Can I query my book before it's done?

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I love the old John Grisham story about sending in an unfinished manuscript. He'd published his first novel, a Time to Kill, and it had netted him $15,000 and he was pretty thrilled with that. He had a good relationship with his agent so sent in the first three chapters of The Firm asking if it was looking like it might work.
The agent grabbed the envelope on his way out to have something to read while he waited on a lunch with someone from Mirage about a book they'd bought to turn into a film, but had seemed to stall. The Mirage person was notoriously late, and the agent read what Grisham had sent while waiting. the exec explained the other film wouldn't be made, the theme had gone cold. "Legal thrillers," he said. "That's what we want. If you see any of those, let us know."
The agent held up the start of the Firm. The Mirage guy skimmed it and said, "we'll give you $600,000." When the agent told Grisham he's just sold The Firm for $600.000, Grisham says he replied, "But I haven't written The Firm."
To which, the agent replied, "well, they bought it, and they want it within a month."
It's interesting to reread The Firm with that in mind. The first two chapters are really exceptional. The rest of the book reads as if someone was writing as fast as they could type.
An unforeseen problem with querying before the work is done: It might sell.
 
Honestly, for six hundred thousand dollars I'd be like BET.
I think we all would.
OTOH, GRRM, who these days won't get out of his chair for $600,000, made his big money deal with HBO thinking, no problem, I've got five years head start on them and it's only 7 books total.
From the perspective of a fan of the books, i kind of wish the offer had come in a couple years later.
You get the sense he does, as well. though he'd want to keep the $15m per season from HBO, plus $10m per year in book sales since the TV thing began.
 
I think we all would.
OTOH, GRRM, who these days won't get out of his chair for $600,000, made his big money deal with HBO thinking, no problem, I've got five years head start on them and it's only 7 books total.
From the perspective of a fan of the books, i kind of wish the offer had come in a couple years later.
You get the sense he does, as well. though he'd want to keep the $15m per season from HBO, plus $10m per year in book sales since the TV thing began.
He is the world's biggest procrastinator.
 
He is the world's biggest procrastinator.
He is also one of the world's richest procrastinators.
The two might be connected.
I mean, his four decades of writing books that paid just enough to allow him to write the next book, like his super-hero series that didn't exactly make him a household name, but certainly had a devoted fan base (I've only read two or three) would seem like the goal. Then you're worth tens of millions without having had to write anything beyond what had been done, and the money keeps piling in despite being a procratinator? I'd like to think I'd continue to write. I really want to believe I would be compelled to continue to write. But when it gets hard, when you're stuck and getting out isn't working, is it possible that the thought might enter your head that "I really don't need this, do I?"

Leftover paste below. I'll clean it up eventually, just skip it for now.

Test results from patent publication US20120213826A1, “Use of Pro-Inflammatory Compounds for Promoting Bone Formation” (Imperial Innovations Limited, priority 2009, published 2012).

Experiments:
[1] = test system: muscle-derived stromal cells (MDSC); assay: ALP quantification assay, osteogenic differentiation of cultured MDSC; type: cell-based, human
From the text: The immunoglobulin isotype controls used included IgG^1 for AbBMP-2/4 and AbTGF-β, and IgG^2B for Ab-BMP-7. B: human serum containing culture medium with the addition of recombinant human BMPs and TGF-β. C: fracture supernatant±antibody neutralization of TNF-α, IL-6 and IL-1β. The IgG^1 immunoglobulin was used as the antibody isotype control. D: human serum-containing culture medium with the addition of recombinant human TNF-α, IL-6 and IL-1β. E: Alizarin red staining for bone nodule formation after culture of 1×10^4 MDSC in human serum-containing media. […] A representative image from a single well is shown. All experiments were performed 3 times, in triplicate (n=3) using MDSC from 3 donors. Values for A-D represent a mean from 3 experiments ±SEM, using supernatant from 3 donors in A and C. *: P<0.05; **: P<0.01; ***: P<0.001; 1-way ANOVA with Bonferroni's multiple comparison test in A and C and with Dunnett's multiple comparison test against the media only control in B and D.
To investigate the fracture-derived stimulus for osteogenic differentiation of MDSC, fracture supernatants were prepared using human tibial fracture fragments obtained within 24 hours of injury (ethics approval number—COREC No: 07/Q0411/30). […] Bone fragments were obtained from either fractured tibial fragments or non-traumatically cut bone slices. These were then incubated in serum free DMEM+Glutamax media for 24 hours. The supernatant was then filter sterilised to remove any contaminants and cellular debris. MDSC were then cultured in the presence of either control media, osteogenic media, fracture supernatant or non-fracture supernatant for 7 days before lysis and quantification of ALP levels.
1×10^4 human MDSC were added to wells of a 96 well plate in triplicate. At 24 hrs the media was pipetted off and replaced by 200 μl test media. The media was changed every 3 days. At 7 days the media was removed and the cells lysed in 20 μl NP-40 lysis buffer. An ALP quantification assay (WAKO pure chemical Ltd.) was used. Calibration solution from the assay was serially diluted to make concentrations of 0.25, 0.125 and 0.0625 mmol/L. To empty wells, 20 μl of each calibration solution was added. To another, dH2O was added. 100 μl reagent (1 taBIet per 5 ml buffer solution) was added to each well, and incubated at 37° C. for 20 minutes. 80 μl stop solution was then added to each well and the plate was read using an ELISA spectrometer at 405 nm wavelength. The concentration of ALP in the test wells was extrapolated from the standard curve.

He is also one of the world's richest procrastinators.
The two might be connected.
I mean, his four decades of writing books that paid just enough to allow him to write the next book, like his super-hero series that didn't exactly make him a household name, but certainly had a devoted fan base (I've only read two or three) would seem like the goal. Then you're worth tens of millions without having had to write anything beyond what had been done, and the money keeps piling in despite being a procratinator? I'd like to think I'd continue to write. I really want to believe I would be compelled to continue to write. But when it gets hard, when you're stuck and getting out isn't working, is it possible that the thought might enter your head that "I really don't need this, do I?"
The trouble with writing stories, especially deep character stories, is that the writer is the one most addicted. There is no stopping without serious consequences, even madness shining its light as a new character overwhelms the once-normal person who earned enough to 'not have to do it'.
Even if (all those scenarios: never sold anything, sold my soul for a squillion bucks, etc.), I'd still write stories. I may not try to sell them anymore, and I may share them only with family and friends, but not write? Impossible (in French).
 
The trouble with writing stories, especially deep character stories, is that the writer is the one most addicted. There is no stopping without serious consequences, even madness shining its light as a new character overwhelms the once-normal person who earned enough to 'not have to do it'.
Even if (all those scenarios: never sold anything, sold my soul for a squillion bucks, etc.), I'd still write stories. I may not try to sell them anymore, and I may share them only with family and friends, but not write? Impossible (in French).
As i said, I'd like to believe that would be me. But GRRM was about as productive as any writer in recent years, something like 150 published books (more than 20 of them award winners, incl Hugos and Nebulas). He needed a fix as intensely as anyone. Nothing could stop him from writing, until so, so many buckets of filthy lucre arrived. After which, apparently, he was able to write a couple new titles for his books.
 
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